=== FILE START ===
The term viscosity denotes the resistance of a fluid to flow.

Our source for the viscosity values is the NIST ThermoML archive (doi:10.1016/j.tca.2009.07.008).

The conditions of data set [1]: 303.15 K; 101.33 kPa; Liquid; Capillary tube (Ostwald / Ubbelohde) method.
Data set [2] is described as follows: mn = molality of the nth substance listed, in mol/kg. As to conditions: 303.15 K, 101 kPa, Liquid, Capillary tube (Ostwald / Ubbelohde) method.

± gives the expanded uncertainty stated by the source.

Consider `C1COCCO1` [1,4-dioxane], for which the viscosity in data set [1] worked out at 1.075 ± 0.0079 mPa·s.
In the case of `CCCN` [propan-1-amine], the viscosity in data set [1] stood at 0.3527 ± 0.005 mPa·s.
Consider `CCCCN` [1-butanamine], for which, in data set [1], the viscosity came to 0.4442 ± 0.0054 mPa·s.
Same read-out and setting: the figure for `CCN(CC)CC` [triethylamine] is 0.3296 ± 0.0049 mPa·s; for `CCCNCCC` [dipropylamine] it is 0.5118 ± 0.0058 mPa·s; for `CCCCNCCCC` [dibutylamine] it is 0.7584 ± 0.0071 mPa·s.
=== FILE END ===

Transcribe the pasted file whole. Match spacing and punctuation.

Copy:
The term viscosity denotes the resistance of a fluid to flow.

Our source for the viscosity values is the NIST ThermoML archive (doi:10.1016/j.tca.2009.07.008).

The conditions of data set [1]: 303.15 K; 101.33 kPa; Liquid; Capillary tube (Ostwald / Ubbelohde) method.
Data set [2] is described as follows: mn = molality of the nth substance listed, in mol/kg. As to conditions: 303.15 K, 101 kPa, Liquid, Capillary tube (Ostwald / Ubbelohde) method.

± gives the expanded uncertainty stated by the source.

Consider `C1COCCO1` [1,4-dioxane], for which the viscosity in data set [1] worked out at 1.075 ± 0.0079 mPa·s.
In the case of `CCCN` [propan-1-amine], the viscosity in data set [1] stood at 0.3527 ± 0.005 mPa·s.
Consider `CCCCN` [1-butanamine], for which, in data set [1], the viscosity came to 0.4442 ± 0.0054 mPa·s.
Same read-out and setting: the figure for `CCN(CC)CC` [triethylamine] is 0.3296 ± 0.0049 mPa·s; for `CCCNCCC` [dipropylamine] it is 0.5118 ± 0.0058 mPa·s; for `CCCCNCCCC` [dibutylamine] it is 0.7584 ± 0.0071 mPa·s.